Our criminal justice system has become so convoluted that I believe that almost every single adult person in the United States could be, if prosecutors dug deep enough, be convicted of some kind of criminal violation.
The total number of Federal crimes as of the end of 2007 exceeds 4,450. That is only federal criminal laws, and does not count the number of rules and regulations under which someone could be prosecuted for God-knows-what. Add on the number of state and local laws in the 50 states and suddenly you have enough options, and enough ignorance of the law, that even with no intent you could be violating some federal, state or local law.
Bloomberg has a story out today that perhaps might shed some light into the consequences of such a plethora of laws. In a nutshell, Bloomberg tells us that the United States jails more people any other country (although I notice an absence of information on China). You can see the chart here.
But while the numbers are interesting, I was more intrigued by the following paragraph in the Bloomberg story:
“The model is, if you build it they will come,” said Daniel D’Amico, a professor of economics at Loyola University New Orleans. “Because we have all these prisons and all of these other resources funneled into our criminal justice system, we have this ability to enforce things that would otherwise be unenforceable.”
“That includes the drug war, but it’s also including everything from the Martha Stewart types to immigration policies,” D’Amico said. “The scope of things that are now criminal in corporate law is exponentially higher than it was merely twenty years ago.”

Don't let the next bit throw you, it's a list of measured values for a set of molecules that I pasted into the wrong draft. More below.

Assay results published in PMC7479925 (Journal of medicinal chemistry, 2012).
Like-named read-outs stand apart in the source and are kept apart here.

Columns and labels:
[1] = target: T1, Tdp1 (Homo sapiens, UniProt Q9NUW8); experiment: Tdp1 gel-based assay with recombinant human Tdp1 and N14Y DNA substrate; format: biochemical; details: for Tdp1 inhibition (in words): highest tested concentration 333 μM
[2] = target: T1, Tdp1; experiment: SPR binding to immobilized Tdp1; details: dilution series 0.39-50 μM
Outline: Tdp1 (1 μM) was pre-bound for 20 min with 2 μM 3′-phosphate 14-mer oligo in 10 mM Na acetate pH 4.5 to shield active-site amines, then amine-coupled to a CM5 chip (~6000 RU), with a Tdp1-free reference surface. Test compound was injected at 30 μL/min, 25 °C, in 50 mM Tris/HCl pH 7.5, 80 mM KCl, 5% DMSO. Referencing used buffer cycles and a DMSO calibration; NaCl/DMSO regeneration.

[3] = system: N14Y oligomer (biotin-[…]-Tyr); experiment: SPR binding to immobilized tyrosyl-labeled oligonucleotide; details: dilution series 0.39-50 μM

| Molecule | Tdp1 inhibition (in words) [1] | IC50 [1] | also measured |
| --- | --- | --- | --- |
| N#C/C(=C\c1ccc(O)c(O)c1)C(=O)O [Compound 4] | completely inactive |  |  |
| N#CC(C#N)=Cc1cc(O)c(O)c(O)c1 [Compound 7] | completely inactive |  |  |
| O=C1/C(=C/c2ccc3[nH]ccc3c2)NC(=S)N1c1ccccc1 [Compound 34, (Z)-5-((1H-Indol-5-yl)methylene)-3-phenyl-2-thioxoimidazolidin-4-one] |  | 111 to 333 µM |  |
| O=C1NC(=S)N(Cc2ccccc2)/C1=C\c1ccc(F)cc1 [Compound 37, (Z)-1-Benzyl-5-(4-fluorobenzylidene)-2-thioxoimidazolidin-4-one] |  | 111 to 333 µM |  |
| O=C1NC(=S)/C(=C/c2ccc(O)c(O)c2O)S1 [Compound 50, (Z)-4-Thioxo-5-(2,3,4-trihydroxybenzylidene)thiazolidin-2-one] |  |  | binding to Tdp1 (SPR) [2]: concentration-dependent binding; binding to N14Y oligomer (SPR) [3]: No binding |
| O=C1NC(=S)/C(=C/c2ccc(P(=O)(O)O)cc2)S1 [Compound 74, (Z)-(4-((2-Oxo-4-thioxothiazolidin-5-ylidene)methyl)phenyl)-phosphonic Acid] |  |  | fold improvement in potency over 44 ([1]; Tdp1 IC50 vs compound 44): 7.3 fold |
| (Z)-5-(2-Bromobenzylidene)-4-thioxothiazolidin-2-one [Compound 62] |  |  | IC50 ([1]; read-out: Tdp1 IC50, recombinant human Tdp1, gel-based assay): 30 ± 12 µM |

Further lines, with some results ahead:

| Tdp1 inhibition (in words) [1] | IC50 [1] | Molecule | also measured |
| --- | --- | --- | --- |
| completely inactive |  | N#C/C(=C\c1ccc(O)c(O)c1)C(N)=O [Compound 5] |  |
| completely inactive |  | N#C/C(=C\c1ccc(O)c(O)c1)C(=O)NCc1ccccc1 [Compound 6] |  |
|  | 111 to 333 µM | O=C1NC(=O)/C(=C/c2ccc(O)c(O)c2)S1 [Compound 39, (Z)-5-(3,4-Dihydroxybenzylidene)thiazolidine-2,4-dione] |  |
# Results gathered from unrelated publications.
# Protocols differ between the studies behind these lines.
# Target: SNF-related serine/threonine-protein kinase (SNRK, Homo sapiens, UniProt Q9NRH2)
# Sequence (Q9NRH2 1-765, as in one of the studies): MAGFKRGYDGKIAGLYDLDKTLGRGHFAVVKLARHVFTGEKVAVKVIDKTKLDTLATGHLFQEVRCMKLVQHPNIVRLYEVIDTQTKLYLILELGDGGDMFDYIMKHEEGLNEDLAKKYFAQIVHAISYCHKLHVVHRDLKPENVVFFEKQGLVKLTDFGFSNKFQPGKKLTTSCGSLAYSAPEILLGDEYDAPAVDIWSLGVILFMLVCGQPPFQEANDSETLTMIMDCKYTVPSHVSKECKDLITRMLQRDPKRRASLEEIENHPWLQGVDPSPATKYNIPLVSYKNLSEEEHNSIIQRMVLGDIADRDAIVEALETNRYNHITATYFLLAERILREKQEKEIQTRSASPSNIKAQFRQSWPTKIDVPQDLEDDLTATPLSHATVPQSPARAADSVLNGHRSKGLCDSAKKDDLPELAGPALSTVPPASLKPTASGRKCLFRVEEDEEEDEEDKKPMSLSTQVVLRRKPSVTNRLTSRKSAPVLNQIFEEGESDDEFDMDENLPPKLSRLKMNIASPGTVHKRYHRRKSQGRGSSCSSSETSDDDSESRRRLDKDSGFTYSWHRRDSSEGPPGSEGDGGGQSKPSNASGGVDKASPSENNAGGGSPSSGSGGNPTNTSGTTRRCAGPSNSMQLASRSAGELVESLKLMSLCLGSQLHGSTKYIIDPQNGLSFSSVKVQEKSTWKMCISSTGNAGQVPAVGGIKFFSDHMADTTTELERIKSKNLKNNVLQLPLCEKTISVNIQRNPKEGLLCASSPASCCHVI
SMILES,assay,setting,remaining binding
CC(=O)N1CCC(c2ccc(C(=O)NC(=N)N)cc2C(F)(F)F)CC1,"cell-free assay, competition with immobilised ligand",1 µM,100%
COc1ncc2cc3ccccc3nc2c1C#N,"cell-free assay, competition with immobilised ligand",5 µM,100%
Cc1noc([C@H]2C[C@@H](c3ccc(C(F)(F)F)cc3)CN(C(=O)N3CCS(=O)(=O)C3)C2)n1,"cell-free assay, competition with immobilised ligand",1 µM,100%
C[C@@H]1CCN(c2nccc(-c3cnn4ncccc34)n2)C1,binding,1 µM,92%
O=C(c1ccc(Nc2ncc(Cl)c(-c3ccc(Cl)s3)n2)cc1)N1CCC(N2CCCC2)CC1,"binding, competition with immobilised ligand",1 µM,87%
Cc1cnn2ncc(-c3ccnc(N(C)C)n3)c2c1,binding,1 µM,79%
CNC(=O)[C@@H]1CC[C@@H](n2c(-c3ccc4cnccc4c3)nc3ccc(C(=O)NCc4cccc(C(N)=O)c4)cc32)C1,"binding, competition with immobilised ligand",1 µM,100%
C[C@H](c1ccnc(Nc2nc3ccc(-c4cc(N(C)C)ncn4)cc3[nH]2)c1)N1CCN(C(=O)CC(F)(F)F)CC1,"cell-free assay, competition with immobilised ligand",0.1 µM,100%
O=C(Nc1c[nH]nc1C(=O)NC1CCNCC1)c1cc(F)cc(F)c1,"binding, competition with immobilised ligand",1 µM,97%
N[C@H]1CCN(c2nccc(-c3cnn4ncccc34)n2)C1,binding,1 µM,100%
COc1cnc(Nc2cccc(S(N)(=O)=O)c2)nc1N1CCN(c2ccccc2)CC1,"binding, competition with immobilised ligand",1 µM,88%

The conclusion is inescapable. The more things we criminalize, and therefore prosecute, the more prisons we build. The more prisons we build, the more things we criminalize and prosecute, filling those prisons.
We are all criminals – whether we know it or not.
The scary part is this. When you consider the vast resources of government prosecutors (think U.S. attorneys, district attorneys, special prosecutors) with virtually unlimited fiscal resources, once you become a target of a zealous prosecutor, you are more likely than not to be convicted and incarcerated.
Perhaps it’s time to rethink criminalizing everything.
Unfortunately that would require lawmakers to quit politicizing “law and order” and instead focus their priorities, spending and rhetoric.
Until then, we just keep spending more money on cases that just twenty years ago weren’t even crimes.
Excellent article from the Mises Institute that proves my point – we’re all criminals. Worth your time to read. MB